• A mourning Coast Guard master chief stepped out of his comfort zone to memorialize his mother/my deceased sister with the bronze star of motherhood. Aww. How she must cherish the honor.

In the sunshine of hope, I can hold to the promise of life after death.  My sister doesn’t need to be shook out of that urn full of dust.  She’s awake and more alive and beautiful than ever.

FishingWhen I lower memory’s gaze I see life lived extravagantly — in the joy, abandon, love, curiosity, and hope of children.  They’ve mastered the present — in freely given smiles, all-out tackling welcomes, birthday candles, garden tractor rides, messy bowls of salsa, and red fishing poles.

WaterslideIn the shiny, tan walls of a fiberglass water slide my own life-filled reflection pleasantly startled me — urged up winding stairs by the exuberant, shorter reflection of my grandson.  He showed me I could love better with green chlorine hair. The pleasure of holding him  close through the twists and turns of each exhilarating  plunge far overshadowed my anxiety over racoon/mascara eyes.

This is why I find so much satisfaction in writing and reading children’s books. The characters teach us how to look outside of ourselves and live.

If you see dead people today; give them your smile, an all-out tackling welcome, or a big tip. If those methods don’t bring life to them and you — I know of an invigorating water slide…

Meaty Girl

The cheery chiropractor chattered ceaselessly while kneading the muscles by my spine.  He rarely demanded a reply, so I serenely streamed in and out of consciousness — until I heard the words: “meaty girl.”

My head shot up like he’d dropped a popsicle on a backside crevice.  He gently pushed my head back into the breathing hole in the table. “My, but you got tense all of a sudden.  Relax.”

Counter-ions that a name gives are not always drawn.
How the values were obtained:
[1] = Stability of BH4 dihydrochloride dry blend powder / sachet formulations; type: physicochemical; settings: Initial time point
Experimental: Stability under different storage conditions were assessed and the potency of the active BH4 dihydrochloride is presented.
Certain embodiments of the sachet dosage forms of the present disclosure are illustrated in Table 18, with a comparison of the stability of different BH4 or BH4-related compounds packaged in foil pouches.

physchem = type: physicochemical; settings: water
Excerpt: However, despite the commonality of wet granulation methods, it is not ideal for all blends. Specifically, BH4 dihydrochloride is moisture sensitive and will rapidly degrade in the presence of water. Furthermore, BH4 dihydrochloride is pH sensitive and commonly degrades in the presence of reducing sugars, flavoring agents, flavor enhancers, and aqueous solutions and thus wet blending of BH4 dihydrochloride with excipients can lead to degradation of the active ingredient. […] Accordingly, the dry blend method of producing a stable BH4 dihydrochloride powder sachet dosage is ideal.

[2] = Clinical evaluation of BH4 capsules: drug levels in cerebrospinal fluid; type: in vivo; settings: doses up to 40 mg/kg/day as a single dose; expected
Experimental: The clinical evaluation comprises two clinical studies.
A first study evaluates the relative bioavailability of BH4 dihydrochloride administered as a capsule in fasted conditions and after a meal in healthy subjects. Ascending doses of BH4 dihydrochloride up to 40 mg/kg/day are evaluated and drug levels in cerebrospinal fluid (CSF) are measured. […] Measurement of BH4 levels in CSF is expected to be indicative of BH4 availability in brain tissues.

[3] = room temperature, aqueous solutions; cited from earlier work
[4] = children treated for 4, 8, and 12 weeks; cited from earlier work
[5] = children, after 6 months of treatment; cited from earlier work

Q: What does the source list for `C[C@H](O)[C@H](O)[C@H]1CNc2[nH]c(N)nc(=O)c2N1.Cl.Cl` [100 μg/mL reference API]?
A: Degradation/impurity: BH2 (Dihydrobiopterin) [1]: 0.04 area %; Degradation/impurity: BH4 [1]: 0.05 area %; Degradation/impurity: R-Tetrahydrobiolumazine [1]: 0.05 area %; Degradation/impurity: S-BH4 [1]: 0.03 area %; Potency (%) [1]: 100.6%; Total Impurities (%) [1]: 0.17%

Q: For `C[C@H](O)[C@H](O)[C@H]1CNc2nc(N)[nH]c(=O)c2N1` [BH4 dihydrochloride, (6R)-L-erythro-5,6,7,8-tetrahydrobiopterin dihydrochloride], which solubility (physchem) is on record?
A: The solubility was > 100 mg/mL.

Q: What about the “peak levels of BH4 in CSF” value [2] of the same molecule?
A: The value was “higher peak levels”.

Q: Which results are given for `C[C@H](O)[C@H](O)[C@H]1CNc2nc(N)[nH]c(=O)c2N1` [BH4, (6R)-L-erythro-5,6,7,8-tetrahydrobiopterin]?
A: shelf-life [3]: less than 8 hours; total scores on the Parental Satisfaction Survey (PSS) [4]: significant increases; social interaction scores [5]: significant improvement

Too late.  There would be no more relaxing.  I rattled my brain to recall how he used the words in his sentence:

  • “You don’t sweat bad for a meaty girl.” ?
  • “Meaty girl, remind me to put ham and Pillsbury dough on my grocery list.” ?
  • “I need a meaty girl like you on my bowling/mud wrestling team.” ?

Here’s the problem: I’m the opposite of an anorexic.  Instead of being a skinny girl who thinks she’s meaty.  I’m a meaty girl who thinks I’m skinny.  No, I don’t have bigorexia, where I obsess about being small.  Instead, I buy sweaters that fit me twenty pounds ago; then when I see myself on a video, I say, “Hey, that meaty girl has a pink sweater just like mine!”

It’s a denial thing.

My illusion could be caused by the full length mirror in our bedroom.  It’s tipped back so I look two feet taller.  Also, whenever I sit, I strategically fold my arms or a place a child on my lap, to hide the blubber cascading over the waistband of my pants.

I try to work out three and a half minutes every day, but my husband rarely sees the evidence.  One day, between bites of Doritos, he said, “I bet you could run all of the way to the mailbox and back.”

I smiled, thinking, “You condescending so-and-so.  You must think I’m an out-of-shape meaty girl.”

So, the next day I ran to the mailbox.  I only walked part of the way back.  Then I paced around in the garage awhile to get my breathing under control.

I’m going to blame this extra padding on eleven months of Minnesota winter, then do what I do every year during my 30 days of get-in-shape weather.  For one whole Saturday morning I’ll morph into a Flashdance maniac, (the Chris Farley version), exercising every muscle known to womankind.

The remainder of the month, I’ll baby my shocked body parts and announce, “I’d lift weights, but they’re so heavy.”

Mother’s Day weekend brings the city-wide garage sales. My mission: Find a $2.50 undersized sweater — purple this time — for the all-beef, especially saucy,  girl with the cellulite buns — you know — the meaty girl in the video.



Fleetwood Mac – John McVie, Mick Fleetwood, Stevie Nicks, and Lindsey Buckingham